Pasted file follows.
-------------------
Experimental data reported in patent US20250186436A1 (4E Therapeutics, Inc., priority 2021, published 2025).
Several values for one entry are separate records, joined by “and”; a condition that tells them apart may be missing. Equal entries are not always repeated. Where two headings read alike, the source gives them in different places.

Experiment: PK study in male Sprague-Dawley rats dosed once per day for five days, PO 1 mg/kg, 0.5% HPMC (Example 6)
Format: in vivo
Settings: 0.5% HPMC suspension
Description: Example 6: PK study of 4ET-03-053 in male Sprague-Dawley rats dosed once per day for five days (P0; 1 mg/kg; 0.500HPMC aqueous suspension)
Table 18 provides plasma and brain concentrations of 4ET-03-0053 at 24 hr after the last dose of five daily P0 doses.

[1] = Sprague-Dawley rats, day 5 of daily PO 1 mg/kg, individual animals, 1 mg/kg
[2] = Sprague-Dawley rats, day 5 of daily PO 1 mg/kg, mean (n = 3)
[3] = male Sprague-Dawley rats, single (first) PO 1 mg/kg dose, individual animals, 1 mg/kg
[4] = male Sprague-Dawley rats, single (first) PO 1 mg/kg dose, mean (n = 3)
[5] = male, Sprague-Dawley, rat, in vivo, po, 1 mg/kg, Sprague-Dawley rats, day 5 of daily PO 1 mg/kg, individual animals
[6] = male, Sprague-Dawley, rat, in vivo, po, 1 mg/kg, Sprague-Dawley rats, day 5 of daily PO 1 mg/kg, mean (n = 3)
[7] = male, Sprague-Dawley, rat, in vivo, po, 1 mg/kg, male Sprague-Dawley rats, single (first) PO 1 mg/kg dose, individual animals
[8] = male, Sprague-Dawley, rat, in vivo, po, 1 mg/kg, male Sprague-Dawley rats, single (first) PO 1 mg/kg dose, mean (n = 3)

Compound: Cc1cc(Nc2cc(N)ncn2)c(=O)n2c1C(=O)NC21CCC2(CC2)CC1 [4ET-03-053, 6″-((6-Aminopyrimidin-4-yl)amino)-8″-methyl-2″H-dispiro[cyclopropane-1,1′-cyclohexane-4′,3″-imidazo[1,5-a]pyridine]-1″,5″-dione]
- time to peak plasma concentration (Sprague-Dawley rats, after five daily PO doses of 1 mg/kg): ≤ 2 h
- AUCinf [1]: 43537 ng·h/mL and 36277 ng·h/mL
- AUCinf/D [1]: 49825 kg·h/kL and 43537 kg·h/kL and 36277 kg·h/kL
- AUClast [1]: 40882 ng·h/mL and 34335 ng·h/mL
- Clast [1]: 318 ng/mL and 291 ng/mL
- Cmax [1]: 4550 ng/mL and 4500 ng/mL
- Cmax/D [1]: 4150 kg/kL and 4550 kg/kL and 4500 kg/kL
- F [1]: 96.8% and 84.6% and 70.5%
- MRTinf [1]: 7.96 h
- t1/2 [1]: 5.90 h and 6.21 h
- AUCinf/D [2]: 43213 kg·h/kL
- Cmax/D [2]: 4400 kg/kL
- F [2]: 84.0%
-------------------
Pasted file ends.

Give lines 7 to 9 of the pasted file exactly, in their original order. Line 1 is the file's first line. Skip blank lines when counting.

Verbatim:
Table 18 provides plasma and brain concentrations of 4ET-03-0053 at 24 hr after the last dose of five daily P0 doses.

[1] = Sprague-Dawley rats, day 5 of daily PO 1 mg/kg, individual animals, 1 mg/kg
[2] = Sprague-Dawley rats, day 5 of daily PO 1 mg/kg, mean (n = 3)